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Benjamin Franklin

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Benjamin Franklin

Do you believe that everyone should have access to books and education, regardless of financial circumstances?

Benjamin Franklin did. And he helped make it possible.

Though perhaps best known for his work as a Founding Father of the United States, statesmen, and inventor, Benjamin Franklin also made significant contributions to the fields of publishing, journalism, education, and literary access.

And he never received a formal education!

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We'wha

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We'wha

A life dedicated, from birth, to bridging divides…

That's We'wha's story.

Born in New Mexico in 1849, a member of the A:Shiwi (or “Zuñi”) tribe of North America, We’wha (WAY-wah) has gone down in history as one of the most famous Zuñi lhamana (LHA-mana), or “Two-Spirits,” – individuals who occupy a distinct, third gender whose role in their community went beyond understood white American social conventions of the time. Anthropologist Matilda Stevenson, who spent her professional life studying North American women and families, used feminine pronouns to describe We'wha, claiming she "could never think of her faithful and devoted friend in any other light."

And it's true...

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"Brave Bessie" Coleman

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"Brave Bessie" Coleman

Have you ever dreamed of flying -- floating invincibly above cities and clouds, far away from the injustices on the ground?

So did Bessie Coleman.

Coleman was born in 1892 in a dirt-floored, one-room house in Atlanta, Texas, of mixed-race African-American and Cherokee descent. In 1915, when she was old enough to escape the Jim Crow South, she moved to Chicago in pursuit of "even the slightest chance to amount to something."

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The Astronauts of Apollo 13

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The Astronauts of Apollo 13

What if you were thrown into a life-or-death situation hundreds of thousands of miles from home, while hurtling through space, with limiting stores of food, water and oxygen?

Would you freeze or answer the call for courage, like the astronauts of Apollo 13?

The Apollo 13 flight of 1970 is one of NASA's most famous and awe-inspiring missions – even though it failed to achieve its goals. The seventh flight in the Apollo space program, Apollo 13 was intended to land on the moon. Just two days after launch, however, the crew was forced to abort their lunar landing mission when one of the ship's oxygen tanks exploded. The astronauts aboard – Commander Jim Lovell, Command Module Pilot Jack Swigert Jr., and Lunar Module Pilot Fred Haise – may as well have been presumed dead.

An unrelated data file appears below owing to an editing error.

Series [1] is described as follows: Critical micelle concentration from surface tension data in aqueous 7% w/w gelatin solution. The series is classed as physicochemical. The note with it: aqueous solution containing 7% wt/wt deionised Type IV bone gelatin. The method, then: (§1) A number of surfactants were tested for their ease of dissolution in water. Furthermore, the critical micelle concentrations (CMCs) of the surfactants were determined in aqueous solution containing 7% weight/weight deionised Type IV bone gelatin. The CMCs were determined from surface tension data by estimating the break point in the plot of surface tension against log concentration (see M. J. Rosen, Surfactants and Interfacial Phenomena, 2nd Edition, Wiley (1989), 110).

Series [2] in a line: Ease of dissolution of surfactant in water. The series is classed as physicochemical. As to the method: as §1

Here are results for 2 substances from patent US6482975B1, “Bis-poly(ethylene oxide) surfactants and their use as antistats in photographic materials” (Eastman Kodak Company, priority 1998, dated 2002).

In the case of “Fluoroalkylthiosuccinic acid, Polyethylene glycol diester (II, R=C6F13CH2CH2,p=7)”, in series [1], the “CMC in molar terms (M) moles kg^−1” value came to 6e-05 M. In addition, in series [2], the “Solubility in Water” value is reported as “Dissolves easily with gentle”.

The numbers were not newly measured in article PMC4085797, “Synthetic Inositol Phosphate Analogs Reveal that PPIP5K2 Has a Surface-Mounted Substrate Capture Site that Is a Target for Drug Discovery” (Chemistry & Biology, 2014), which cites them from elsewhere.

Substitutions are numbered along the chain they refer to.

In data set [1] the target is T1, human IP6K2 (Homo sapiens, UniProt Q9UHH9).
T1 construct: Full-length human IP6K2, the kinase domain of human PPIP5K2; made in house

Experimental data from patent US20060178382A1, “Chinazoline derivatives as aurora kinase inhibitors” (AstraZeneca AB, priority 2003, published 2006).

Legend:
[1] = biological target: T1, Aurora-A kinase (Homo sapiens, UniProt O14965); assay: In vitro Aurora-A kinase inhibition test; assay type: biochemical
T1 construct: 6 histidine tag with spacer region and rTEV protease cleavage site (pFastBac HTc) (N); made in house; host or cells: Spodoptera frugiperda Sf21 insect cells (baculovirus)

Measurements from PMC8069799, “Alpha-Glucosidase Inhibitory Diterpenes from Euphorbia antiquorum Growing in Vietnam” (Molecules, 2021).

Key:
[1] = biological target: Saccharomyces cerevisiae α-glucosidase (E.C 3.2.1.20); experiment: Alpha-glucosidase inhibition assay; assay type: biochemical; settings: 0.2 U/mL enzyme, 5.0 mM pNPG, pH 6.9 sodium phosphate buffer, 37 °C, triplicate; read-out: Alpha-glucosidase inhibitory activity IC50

But the astronauts’ ingenious problem-solving skills saved the day.

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Lena Horne

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Lena Horne

Have you ever considered using your talents to agitate for good?

That’s what Lena Horne did – her whole life.

Lena Mary Calhoun Horne was born in June of 1917 in Brooklyn, NY, USA. When she was just 3 years old, her parents separated and Lena could often be found crisscrossing the country with her mother, an actress. 

The experience ignited in Lena a life-long passion for the stage. She would grow up to become a celebrated jazz and pop singer, dancer, stage, TV, and film actress. But more than that, Horne would use her celebrity to advocate for positive social change.

She stood among giants: an activist for civil rights.

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Mary Anning

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Mary Anning

Do you believe anyone is capable of an amazing discovery, regardless of class or gender?

Mary Anning did.

Mary Anning was born in 1799, in a coastal village in Dorset, England. Hers was a working-class family and existence was tough. Short of food and creature comforts, the family also suffered through frequent seaside storms. These were sometimes so severe, Mary and her family had to climb out the second-floor windows of their home to escape the flooding. 

But it is said that every storm brings a silver lining. And, indeed, the wind and rain brought good fortune to the Annings in addition to hardship. This luck sent young Mary on a path to both career and accidental fame...